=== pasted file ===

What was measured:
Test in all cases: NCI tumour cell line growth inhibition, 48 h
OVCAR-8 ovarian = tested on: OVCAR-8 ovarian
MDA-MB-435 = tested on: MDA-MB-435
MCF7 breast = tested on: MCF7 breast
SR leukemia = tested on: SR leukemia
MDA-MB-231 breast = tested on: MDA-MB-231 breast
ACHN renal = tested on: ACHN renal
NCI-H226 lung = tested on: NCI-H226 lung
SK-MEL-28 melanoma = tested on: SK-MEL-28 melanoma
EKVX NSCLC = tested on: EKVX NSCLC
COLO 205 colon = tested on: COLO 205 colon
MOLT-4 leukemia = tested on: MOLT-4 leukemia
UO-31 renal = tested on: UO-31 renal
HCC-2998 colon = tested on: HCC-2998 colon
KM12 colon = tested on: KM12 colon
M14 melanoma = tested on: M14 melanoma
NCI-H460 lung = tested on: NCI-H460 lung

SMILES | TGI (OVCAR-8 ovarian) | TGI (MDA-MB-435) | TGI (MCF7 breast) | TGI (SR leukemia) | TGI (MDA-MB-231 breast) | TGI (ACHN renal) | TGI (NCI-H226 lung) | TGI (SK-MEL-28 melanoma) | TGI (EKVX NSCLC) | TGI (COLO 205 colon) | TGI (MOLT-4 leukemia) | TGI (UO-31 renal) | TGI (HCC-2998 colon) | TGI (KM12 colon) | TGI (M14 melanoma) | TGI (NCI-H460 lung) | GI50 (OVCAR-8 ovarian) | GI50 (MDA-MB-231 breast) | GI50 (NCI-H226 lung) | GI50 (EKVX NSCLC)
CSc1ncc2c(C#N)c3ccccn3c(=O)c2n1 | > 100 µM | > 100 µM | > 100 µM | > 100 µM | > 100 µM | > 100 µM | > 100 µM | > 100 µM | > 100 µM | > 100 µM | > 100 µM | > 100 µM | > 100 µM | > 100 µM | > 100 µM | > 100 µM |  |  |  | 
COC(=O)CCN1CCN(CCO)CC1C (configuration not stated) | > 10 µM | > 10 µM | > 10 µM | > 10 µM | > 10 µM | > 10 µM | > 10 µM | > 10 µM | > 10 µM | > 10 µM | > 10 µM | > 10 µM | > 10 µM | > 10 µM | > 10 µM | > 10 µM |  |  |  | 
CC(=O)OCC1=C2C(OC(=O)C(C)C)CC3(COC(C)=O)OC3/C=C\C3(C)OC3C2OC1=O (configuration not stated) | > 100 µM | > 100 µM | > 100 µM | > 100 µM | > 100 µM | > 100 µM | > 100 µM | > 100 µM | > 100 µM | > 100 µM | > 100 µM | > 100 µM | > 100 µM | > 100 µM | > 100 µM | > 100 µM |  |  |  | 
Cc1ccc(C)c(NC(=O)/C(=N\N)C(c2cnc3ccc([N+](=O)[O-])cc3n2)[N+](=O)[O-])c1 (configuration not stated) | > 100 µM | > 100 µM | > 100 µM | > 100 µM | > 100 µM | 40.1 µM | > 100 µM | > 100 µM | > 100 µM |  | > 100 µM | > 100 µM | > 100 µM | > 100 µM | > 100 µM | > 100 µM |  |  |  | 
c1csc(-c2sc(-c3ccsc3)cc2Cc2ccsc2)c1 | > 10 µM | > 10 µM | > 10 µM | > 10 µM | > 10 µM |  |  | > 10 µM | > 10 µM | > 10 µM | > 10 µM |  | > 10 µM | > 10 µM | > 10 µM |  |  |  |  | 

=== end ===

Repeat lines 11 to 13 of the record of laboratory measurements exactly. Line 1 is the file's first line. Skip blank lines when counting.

EKVX NSCLC = tested on: EKVX NSCLC
COLO 205 colon = tested on: COLO 205 colon
MOLT-4 leukemia = tested on: MOLT-4 leukemia